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Last month on Jewellermagazine.com I made what I considered to be a relatively harmless and inoffensive call for young people in the jewellery industry to unite and form a new group. | Source: Adobe Stock
Last month on Jewellermagazine.com I made what I considered to be a relatively harmless and inoffensive call for young people in the jewellery industry to unite and form a new group. | Source: Adobe Stock

A group to unite – not divide

Last month on Jewellermagazine.com I made what I considered to be a relatively harmless and inoffensive call for young people in the jewellery industry to unite and form a new group.  I figured I would get a few responses from people offering to join and/or help establish such a group, and I thought I might get a few suggestions as to how the group could take shape.

Overall, the great majority of the feedback was positive, coming mainly from younger people who liked the idea and wished to be a part of it. There were also quite a few offers of help from self-professed “older” industry people. The more the merrier, I say.

But what struck me as most odd – no, very weird – were some of the angry replies attacking my suggestion. Don’t get me wrong, I am used to receiving reader emails, letters and phone calls disagreeing with my opinion; after all, I pride myself on provoking people to think. And it doesn’t bother me that I get regular emails from some of the industry nutters – most of which cannot be published!

Indeed, one or two regularly contact me telling me how much they dislike and loathe my opinions and stories; the amusing thing is that they continually read them (one has even taken to sending me abusive Christmas cards every year, but hey, he still reads the magazine religiously!).

Aside from these fruitcakes – all industries have them – the most obvious misguided criticism was about the potential for another association, which might split the industry. I say “misguided” because I had anticipated this reaction, and I had stated in my original message (quite clearly, I thought): “It need not be a formal association; it could simply begin as an informal group, perhaps under the banner YJA – Young Jewellers Australia.”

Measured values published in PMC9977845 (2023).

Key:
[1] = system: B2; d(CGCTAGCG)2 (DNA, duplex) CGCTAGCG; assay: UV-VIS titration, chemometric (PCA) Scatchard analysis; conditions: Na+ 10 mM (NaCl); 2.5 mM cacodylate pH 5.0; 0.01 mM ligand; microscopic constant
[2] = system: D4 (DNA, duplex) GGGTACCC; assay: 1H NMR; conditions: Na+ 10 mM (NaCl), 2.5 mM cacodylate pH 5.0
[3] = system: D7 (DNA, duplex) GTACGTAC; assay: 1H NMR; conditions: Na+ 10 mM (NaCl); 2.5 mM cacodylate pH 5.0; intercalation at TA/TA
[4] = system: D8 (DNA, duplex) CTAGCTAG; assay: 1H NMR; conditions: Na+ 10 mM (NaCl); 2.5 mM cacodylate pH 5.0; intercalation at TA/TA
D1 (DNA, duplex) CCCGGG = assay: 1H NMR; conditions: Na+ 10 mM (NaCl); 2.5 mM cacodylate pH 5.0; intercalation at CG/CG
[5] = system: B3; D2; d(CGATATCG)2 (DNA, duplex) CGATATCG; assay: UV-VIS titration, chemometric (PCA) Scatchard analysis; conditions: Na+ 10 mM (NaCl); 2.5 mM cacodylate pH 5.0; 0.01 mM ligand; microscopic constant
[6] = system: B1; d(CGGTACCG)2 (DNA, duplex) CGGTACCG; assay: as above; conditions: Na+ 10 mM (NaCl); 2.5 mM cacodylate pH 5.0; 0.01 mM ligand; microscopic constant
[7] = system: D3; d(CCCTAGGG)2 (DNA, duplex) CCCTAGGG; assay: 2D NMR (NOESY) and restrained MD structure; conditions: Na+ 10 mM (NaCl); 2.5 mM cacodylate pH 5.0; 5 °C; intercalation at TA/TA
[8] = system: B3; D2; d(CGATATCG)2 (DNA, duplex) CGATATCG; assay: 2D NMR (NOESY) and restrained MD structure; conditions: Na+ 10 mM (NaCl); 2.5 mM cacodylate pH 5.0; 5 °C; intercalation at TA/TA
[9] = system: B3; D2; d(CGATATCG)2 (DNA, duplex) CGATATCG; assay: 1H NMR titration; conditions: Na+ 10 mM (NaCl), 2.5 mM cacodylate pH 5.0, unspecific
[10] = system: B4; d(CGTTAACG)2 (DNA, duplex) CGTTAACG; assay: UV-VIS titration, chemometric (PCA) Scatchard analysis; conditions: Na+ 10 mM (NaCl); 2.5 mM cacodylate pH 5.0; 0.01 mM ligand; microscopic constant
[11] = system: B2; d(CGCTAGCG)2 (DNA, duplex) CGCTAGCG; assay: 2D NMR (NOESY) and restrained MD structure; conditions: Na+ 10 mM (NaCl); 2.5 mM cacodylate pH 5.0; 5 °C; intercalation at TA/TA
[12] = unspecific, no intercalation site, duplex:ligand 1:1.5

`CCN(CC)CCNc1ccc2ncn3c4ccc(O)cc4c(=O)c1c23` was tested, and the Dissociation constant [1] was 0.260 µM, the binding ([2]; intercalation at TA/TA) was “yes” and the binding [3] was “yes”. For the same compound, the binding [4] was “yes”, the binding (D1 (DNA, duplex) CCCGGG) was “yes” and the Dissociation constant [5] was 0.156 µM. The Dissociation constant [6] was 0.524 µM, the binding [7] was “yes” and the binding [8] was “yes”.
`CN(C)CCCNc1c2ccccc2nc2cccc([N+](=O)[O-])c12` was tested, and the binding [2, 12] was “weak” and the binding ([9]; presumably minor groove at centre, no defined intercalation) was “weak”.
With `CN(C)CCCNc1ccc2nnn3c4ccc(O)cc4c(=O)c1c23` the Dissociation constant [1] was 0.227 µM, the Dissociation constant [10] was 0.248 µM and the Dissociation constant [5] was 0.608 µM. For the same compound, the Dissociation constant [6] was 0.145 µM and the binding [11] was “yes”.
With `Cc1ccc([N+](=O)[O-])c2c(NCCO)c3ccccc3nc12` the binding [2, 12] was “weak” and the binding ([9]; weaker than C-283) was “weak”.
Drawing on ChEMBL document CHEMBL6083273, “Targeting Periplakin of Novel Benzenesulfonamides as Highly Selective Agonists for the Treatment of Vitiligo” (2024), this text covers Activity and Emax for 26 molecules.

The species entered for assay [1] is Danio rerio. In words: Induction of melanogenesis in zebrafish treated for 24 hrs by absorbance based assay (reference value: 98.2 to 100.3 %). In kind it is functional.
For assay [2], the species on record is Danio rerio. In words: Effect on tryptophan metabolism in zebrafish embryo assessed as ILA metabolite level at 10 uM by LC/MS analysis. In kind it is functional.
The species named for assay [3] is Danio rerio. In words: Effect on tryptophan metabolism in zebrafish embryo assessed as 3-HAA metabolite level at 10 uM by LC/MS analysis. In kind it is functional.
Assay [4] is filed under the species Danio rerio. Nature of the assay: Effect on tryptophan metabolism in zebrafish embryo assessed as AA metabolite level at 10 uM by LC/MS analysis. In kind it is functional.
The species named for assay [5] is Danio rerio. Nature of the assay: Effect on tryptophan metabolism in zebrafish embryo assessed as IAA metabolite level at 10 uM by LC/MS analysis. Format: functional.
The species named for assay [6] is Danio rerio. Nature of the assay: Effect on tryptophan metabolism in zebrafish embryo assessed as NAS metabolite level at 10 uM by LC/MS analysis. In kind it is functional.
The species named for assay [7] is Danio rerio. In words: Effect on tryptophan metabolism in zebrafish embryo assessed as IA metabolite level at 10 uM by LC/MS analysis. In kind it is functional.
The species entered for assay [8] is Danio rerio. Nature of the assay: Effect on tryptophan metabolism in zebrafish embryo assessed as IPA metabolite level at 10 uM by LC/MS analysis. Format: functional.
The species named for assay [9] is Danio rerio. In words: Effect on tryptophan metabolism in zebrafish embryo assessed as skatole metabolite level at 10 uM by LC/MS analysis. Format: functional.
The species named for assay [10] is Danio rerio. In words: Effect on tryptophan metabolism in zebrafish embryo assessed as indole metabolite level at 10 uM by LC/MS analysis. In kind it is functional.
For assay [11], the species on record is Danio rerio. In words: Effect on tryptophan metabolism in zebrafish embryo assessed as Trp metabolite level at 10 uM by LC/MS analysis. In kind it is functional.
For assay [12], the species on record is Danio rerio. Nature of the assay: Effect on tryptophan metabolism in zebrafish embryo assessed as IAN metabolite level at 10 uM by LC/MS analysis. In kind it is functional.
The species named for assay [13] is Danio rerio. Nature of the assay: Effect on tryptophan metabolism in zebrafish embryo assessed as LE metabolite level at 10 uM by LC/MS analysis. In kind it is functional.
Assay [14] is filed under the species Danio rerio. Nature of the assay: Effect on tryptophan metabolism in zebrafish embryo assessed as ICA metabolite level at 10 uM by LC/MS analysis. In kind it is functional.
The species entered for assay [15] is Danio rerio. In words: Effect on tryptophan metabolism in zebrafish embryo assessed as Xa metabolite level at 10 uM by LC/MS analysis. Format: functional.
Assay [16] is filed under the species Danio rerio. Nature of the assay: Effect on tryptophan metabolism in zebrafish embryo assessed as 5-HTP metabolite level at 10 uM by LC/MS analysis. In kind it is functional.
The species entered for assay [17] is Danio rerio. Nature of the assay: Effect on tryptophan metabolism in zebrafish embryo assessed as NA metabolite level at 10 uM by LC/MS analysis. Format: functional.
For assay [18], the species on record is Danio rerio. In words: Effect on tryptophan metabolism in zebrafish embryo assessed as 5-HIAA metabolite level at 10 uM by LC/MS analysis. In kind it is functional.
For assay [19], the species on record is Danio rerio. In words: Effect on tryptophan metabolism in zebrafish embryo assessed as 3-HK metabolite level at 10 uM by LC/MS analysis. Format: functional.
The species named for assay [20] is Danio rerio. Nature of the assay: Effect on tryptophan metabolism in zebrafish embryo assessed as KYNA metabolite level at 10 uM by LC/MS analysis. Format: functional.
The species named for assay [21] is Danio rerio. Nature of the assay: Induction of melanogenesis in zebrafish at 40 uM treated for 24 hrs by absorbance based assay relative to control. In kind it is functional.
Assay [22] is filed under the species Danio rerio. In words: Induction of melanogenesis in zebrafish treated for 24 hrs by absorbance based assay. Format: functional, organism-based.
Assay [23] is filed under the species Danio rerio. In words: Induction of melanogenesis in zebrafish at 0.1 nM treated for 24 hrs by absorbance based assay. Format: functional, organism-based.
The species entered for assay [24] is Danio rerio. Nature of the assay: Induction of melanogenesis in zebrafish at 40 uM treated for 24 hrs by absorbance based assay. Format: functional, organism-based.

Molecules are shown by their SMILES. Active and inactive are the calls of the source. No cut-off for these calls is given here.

"The idea was for a group that is not just about apprentices, but about all young people who work in, and for, the many sectors of the jewellery industry."

Another misunderstanding was the interpretation of the group as being exclusively for “jewellers” or tradespeople. My call was for young Aussies (and Kiwis) in all sectors of the jewellery industry to come together; retail sales staff networking with young people working for jewellery suppliers, and for young suppliers to meet young jewellery designers, and so on.

Therefore, the idea was for a group that is not just about apprentices, but about all young people who work in, and for, the many sectors of the jewellery industry.

As I suspected before I wrote the story, what materialised in many (unpublished) emails was evidence of the “disconnect” people felt between the two generations.

One person wrote, “The perception of [older] jewellers is that we [young people] are only interested in making $$. We can show people that there are fresh new faces coming into the jewellery industry.”

Another respondent explained that they were often frustrated when working for “old hands” in the industry. “Many industry veterans are insecure about our changing times, and consequently stifle young, energetic staff members who embrace these changes.”

One said that they cannot identify with the JAA, which is probably not surprising given that the association’s own research shows that 54 per cent of JAA members are 45 or older, 21 per cent were between 56 and 65 and that there are no members under 25.

Another email stated, “The JAA has become somewhat older in later years and does not really seem to look at the younger jewellers.” There were other unfavourable comments about the JAA being old-fashioned.

Regardless of all the politics, and with over 40 responses to my call-out, we are going to give it a shot. My aim is to put all those who responded in contact with each other to facilitate a meeting at the Sydney fair in August with a view to a new, informal group being established.

Was it Chairman Mao or Confucius who said, “A journey of a thousand miles begins with a single step”?

As always, feedback, comments, criticism and even vitriolic tirades are most welcome ... though you might like to save on the Christmas cards, I’m an atheist!











ABOUT THE AUTHOR
Coleby Nicholson

Former Publisher • Jeweller Magazine


Coleby Nicholson launched Jeweller in 1996 and was also publisher and managing editor from 2006 to 2019. He has covered the jewellery industry for more than 20 years and specialises in business-to-business aspects of the industry.

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